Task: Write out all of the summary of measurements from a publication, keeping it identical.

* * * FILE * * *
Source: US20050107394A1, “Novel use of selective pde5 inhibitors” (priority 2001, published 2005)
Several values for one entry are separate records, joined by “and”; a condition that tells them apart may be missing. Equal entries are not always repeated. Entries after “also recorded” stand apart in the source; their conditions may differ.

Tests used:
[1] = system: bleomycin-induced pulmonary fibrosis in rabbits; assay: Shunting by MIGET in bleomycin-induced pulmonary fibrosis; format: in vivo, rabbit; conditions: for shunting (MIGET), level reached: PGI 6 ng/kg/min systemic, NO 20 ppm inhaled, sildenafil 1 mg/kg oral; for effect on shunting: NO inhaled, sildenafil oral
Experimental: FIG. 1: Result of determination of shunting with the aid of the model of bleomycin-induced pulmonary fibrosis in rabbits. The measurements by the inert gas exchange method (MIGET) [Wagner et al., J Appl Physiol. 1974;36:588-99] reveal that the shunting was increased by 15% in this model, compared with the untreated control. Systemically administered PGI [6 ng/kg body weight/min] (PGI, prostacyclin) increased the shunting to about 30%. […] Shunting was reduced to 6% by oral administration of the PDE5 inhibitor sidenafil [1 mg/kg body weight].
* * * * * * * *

Source: US20050107394A1, “Novel use of selective pde5 inhibitors” (priority 2001, published 2005)
Several values for one entry are separate records, joined by “and”; a condition that tells them apart may be missing. Equal entries are not always repeated. Entries after “also recorded” stand apart in the source; their conditions may differ.

Tests used:
[1] = system: bleomycin-induced pulmonary fibrosis in rabbits; assay: Shunting by MIGET in bleomycin-induced pulmonary fibrosis; format: in vivo, rabbit; conditions: for shunting (MIGET), level reached: PGI 6 ng/kg/min systemic, NO 20 ppm inhaled, sildenafil 1 mg/kg oral; for effect on shunting: NO inhaled, sildenafil oral
Experimental: FIG. 1: Result of determination of shunting with the aid of the model of bleomycin-induced pulmonary fibrosis in rabbits. The measurements by the inert gas exchange method (MIGET) [Wagner et al., J Appl Physiol. 1974;36:588-99] reveal that the shunting was increased by 15% in this model, compared with the untreated control. Systemically administered PGI [6 ng/kg body weight/min] (PGI, prostacyclin) increased the shunting to about 30%. […] Shunting was reduced to 6% by oral administration of the PDE5 inhibitor sidenafil [1 mg/kg body weight].